: “Gravity’s Rainbow is bone-crushingly dense, compulsively elaborate, silly, obscene, funny, tragic, pastoral, historical, philosophical, poetic, grindingly dull, inspired, horrific, cold, bloated, beached and blasted.”
There, I rest my case.
Collaborate and Connect with Readers
Writing and reading are a collaborative effort. One way to see if I have accomplished this symbiotic or mutually beneficial relationship with readers is to read my work aloud before I publish it. If I am stumbling over words, realize there should be a pause in the flow of words, or I have incorrectly connected two unrelated thoughts or clauses with a semi-colon, my readers will have the same problems.
Readers want a connection to the writer. Do they want to delve into my head? I am not sure; however, they do want something original from the mind of the writer that either resonates with them, prompts them to think, helps them with a problem, or gives them a focal point for disagreement. I am enjoying the discipline and structure that writing about writing is giving me. It makes me think about all of the writers who have sat for endless hours stringing words together to entertain, educate or enlighten readers
. Most writers stress that we do not improve in our writing without taking risks.
So, it’s still risky to write about writing, but I’m not as fearful of publishing this; it is encouraging, informative and entertaining. So quoting Neil Gaiman, “Tomorrow may be hell, but today was a good writing day, and on the good writing days nothing else matters.” But for those days when the writing stalls I’ll remember this poem by Charles Ghigna.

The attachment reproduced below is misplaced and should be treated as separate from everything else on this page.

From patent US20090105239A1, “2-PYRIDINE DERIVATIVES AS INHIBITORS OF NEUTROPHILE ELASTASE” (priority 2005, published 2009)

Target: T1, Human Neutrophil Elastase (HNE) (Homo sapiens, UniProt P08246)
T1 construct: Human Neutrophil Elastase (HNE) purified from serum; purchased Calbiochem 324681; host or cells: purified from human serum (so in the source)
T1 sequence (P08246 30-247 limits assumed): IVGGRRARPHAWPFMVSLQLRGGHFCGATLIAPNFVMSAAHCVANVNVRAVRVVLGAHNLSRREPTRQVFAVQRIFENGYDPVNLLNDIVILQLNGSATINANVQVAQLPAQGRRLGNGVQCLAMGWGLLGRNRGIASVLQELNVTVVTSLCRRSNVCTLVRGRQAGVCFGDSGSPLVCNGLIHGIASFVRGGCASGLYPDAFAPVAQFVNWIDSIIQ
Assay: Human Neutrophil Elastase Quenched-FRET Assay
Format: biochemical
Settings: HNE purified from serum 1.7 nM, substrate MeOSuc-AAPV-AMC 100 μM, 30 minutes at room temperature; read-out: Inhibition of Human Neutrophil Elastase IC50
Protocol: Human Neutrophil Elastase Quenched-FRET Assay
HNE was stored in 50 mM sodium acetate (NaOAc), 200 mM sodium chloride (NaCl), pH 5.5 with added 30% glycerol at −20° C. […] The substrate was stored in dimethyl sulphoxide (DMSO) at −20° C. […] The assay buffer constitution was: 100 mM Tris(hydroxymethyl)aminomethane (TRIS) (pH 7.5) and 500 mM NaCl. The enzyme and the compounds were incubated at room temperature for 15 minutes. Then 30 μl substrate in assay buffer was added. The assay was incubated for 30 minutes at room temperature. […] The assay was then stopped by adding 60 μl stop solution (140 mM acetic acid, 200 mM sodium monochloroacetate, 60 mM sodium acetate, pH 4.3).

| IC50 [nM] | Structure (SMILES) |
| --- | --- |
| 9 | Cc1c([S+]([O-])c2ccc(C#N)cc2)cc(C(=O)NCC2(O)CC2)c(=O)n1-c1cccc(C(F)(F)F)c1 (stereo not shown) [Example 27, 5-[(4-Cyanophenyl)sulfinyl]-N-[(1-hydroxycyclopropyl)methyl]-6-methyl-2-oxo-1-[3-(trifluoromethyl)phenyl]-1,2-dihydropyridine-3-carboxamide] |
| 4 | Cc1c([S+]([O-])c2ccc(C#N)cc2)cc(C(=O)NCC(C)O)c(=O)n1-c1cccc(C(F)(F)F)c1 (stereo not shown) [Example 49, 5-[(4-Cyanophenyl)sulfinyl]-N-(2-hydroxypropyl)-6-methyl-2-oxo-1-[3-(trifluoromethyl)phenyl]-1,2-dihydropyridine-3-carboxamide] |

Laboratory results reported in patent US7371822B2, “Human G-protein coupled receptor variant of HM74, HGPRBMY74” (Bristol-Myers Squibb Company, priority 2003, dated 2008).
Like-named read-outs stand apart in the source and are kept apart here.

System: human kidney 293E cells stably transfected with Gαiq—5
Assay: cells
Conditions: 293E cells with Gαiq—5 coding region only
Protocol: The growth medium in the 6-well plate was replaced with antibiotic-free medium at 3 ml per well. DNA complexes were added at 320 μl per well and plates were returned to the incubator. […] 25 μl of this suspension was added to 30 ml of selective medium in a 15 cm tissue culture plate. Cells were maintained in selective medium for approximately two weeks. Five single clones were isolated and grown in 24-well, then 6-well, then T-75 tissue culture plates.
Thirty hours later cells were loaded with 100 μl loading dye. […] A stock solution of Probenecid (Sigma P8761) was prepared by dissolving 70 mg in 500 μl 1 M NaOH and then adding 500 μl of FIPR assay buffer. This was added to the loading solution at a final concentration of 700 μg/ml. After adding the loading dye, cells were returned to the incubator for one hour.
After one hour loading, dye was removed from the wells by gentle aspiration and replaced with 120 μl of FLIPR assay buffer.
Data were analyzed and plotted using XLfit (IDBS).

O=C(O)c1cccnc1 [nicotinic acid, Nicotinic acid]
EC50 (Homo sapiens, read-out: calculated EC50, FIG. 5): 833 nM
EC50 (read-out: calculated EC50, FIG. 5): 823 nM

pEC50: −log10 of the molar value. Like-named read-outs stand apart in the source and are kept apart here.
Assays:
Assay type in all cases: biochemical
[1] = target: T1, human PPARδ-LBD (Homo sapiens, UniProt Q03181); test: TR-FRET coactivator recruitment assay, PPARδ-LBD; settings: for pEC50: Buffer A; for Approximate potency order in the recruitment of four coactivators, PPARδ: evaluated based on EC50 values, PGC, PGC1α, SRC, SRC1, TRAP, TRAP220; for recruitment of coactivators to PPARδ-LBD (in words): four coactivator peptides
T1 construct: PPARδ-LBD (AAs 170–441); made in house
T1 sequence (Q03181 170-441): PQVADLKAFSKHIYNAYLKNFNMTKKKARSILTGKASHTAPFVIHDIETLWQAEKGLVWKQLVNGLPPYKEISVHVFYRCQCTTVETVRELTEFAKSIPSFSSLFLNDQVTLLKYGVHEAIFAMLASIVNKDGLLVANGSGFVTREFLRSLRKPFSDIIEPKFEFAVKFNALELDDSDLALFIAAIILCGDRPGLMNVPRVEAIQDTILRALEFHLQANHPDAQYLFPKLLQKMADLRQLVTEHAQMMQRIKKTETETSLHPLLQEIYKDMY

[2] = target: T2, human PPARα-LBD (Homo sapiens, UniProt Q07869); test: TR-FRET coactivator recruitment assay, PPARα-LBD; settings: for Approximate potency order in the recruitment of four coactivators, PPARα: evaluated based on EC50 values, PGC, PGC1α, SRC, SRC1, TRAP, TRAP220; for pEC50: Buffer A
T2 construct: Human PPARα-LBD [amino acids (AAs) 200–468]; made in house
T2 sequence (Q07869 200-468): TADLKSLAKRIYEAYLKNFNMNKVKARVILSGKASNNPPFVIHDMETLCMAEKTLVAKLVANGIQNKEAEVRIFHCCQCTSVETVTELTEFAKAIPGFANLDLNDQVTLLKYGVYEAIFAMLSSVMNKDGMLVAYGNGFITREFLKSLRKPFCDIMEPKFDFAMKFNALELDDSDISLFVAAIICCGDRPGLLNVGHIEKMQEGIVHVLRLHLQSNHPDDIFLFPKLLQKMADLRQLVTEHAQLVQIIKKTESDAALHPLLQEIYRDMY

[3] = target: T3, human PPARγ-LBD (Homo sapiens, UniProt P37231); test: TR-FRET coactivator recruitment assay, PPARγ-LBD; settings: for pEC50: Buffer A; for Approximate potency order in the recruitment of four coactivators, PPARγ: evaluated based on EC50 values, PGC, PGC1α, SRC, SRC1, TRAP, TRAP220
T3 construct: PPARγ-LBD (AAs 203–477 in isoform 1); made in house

The path to inspiration starts
Beyond the trails we’ve known;
Each writer’s block is not a rock,
But just a stepping stone.
We also get better by reading, so for now, I’ll go read. I will analyze, scrutinize, and visualize what another wordsmith has written about, absorbing his or her words and learning.
I may then realize that there is another stepping stone to inspire me to write fearlessly about more than what I know. I hope this post encourages you to move beyond writing just what you know.
Two Drops of Ink: The Literary Home for Collaborative Writing